Craig in AlaskaBlog Post by
Rev. Dr. Craig M. Howard
Presbytery Leader

One of my first memories of coming to serve as your interim presbytery leader was the magnificent church buildings in the St. Louis metro area. It was and still is amazing to see the Presbyterian churches off of Delmar, going from Second Presbyterian Church, then Westminster, past Trinity, and ending at First Presbyterian. Seeing the Ladue Presbyterian campus, the majestic columns of Faith and Des Peres, and the stained glass windows of Kirkwood gives the impression that church is significant and important to the people in Giddings-Lovejoy.

The book, Spirit in the Cities: Searching for Soul in the Urban Landscape, is a collection of essays on life in the urban landscape of America. In one of the essays, “Tasting the Bitter with the Sweet”, Linda Marcadante writes about her struggle with coming home and leaving home in Newark, New Jersey. She writes about the role Sacred Heart Cathedral has in her current life and what the presence of that congregation meant for her community. She writes, “Set like a crown jewel at the head of Branch Brook Park, the Cathedral has two towers that rise ten stories, making it visible from far away. But although it is huge, it does not seem to dwarf human life, but to pick it up in an inclusive embrace toward God . . . For me, the glory of this architecture wordlessly preached sermons that I remember far beyond what I may have heard from the pulpit.”

Marcadante reminds us that there is more to a church building than bricks and mortar. Church buildings hold memories and presence, histories and dreams. Church buildings can lift our spirits beyond the words of a sermon. They can usher us into God’s presence.

In 2021 and beyond, there will probably be a lot of conversation around the role of church buildings in a post-COVID era. We have learned to worship, fellowship, and learn online. The role of the church buildings and the budgets needed to maintain and run the structures will come into question.

Also, for those congregations that will close their doors, their building will be monetized. What is the best use of those funds and how will those decisions be made?

As we have these difficult and necessary conversations in our session meetings, property committees, and finance rooms, let us keep in mind that the built environment can also bring glory to God.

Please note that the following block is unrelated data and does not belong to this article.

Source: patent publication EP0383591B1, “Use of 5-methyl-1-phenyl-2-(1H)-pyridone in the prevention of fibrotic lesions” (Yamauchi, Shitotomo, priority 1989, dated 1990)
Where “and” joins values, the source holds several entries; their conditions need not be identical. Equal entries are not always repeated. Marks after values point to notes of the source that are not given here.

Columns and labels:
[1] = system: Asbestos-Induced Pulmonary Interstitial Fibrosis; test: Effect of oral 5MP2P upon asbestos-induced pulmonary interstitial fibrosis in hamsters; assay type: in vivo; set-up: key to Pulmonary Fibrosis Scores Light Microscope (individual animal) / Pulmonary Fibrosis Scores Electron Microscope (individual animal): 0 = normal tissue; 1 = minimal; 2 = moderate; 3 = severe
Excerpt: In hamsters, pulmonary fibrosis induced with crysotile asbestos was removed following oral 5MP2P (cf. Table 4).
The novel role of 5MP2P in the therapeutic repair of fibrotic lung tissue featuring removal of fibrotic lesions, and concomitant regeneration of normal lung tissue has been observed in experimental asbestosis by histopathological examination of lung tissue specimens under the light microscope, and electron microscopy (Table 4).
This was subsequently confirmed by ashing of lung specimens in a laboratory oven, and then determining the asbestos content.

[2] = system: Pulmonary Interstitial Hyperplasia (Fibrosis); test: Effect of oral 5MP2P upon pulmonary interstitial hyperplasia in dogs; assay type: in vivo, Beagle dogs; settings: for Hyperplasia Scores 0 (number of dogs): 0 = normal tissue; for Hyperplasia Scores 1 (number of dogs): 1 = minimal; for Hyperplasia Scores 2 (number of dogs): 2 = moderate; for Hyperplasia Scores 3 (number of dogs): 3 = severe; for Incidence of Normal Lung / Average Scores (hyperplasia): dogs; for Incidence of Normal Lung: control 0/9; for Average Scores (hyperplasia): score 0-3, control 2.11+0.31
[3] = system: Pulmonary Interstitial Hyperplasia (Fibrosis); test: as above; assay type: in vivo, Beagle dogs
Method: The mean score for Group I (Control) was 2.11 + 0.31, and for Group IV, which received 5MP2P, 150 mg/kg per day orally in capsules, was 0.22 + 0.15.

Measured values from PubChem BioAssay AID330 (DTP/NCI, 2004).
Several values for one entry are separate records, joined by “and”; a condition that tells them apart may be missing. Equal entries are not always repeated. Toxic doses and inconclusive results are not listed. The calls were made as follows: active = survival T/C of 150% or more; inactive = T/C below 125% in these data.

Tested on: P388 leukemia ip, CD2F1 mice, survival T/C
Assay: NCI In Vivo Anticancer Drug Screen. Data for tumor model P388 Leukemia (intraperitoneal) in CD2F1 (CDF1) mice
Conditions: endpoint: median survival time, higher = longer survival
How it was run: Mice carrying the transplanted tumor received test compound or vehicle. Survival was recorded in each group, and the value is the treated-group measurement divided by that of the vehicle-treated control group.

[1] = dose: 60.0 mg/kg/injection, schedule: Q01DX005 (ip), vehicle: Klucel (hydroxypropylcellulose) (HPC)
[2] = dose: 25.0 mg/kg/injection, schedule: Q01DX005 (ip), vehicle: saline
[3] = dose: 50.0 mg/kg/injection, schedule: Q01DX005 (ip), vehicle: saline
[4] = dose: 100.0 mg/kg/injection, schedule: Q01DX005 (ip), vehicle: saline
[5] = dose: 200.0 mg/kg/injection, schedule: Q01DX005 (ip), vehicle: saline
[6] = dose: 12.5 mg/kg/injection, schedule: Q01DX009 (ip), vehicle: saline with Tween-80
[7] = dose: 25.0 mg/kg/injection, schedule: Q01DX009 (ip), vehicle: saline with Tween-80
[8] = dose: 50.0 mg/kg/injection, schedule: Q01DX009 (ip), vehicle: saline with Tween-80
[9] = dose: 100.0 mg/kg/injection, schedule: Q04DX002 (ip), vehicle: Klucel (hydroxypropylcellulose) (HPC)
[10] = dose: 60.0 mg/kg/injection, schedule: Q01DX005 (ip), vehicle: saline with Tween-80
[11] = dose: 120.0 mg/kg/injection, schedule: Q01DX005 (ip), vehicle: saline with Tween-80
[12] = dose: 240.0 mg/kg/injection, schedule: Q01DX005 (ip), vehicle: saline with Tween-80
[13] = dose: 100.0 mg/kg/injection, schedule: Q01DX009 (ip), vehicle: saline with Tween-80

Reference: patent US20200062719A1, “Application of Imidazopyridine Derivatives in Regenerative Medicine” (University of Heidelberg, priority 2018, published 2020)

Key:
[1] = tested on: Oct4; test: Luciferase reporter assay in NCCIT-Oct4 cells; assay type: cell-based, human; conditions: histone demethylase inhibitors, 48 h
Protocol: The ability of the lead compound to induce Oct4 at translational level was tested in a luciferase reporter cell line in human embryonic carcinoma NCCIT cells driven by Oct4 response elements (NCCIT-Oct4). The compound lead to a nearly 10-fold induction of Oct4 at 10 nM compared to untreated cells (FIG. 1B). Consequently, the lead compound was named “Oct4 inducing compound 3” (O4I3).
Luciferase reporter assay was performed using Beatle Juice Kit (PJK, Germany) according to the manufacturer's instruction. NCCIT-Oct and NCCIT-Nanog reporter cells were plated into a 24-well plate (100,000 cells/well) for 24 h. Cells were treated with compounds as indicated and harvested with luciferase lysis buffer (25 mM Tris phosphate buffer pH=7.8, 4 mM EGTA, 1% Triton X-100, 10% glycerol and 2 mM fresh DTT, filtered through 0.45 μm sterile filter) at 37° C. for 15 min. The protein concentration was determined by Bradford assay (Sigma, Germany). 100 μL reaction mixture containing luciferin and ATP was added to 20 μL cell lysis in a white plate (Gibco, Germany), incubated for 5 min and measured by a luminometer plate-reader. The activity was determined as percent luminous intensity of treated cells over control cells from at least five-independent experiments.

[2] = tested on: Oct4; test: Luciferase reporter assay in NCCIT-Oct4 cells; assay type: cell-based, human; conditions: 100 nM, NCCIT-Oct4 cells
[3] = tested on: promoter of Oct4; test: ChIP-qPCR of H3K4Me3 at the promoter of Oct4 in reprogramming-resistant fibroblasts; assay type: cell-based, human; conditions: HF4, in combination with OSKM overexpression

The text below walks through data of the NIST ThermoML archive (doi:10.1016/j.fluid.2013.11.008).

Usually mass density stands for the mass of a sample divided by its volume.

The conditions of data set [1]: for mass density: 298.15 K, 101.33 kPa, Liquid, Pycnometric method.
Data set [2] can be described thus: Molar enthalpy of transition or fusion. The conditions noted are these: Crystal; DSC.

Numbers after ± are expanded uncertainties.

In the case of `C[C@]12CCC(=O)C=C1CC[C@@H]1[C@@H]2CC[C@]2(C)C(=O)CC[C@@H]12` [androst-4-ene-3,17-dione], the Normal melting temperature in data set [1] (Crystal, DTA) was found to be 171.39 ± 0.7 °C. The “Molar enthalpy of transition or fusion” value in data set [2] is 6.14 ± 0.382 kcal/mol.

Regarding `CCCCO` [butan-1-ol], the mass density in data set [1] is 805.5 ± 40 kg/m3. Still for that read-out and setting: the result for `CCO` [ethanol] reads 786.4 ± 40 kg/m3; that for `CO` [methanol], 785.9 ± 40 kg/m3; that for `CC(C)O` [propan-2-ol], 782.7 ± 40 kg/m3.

Let us remember that a church building can inspire a community by its presence. We are challenged to take into account the community asset that our buildings hold, even when we close and sell them. I can only begin the many elements this conversation has. I hope the presbytery can become a platform where these ideas can be discussed and advanced.

Rev. Craig M. Howard


  • Posted December 15, 2020 6:12 pm
    Carole Adams

    As secretary at Oak Hill, I can’t name the number of times people call from the city or out of town looking for a church that has a sanctuary where they can get married. They are not always Presbyterians. They may have grown up in St. Louis, their parents may have been married at Oak Hill, or they attend worship services in buildings just that have rooms. I know some weddings are held outside, some in party halls, some are at “distant locations,” etc., but isn’t it nice to have a wedding in a sanctuary where, hopefully, they really feel like it is more than just a “party,” It’s a place where I hope they take their vows very seriously. It would be a shame not to have such a place. It’s also a place where they can be married by a pastor or minister (who has given them counseling before the wedding), not just by someone who has a certificate to marry anyone. I know getting married in a sanctuary isn’t guarantying to make the marriage last, or be a good marriage, but I hope those who do get married in a church really uphold the commitments they make to each other.

  • Posted December 15, 2020 6:21 pm
    Lorenzo Clayton

    Thanks, there will be difficult decisions to be made as we move forward in year 2021

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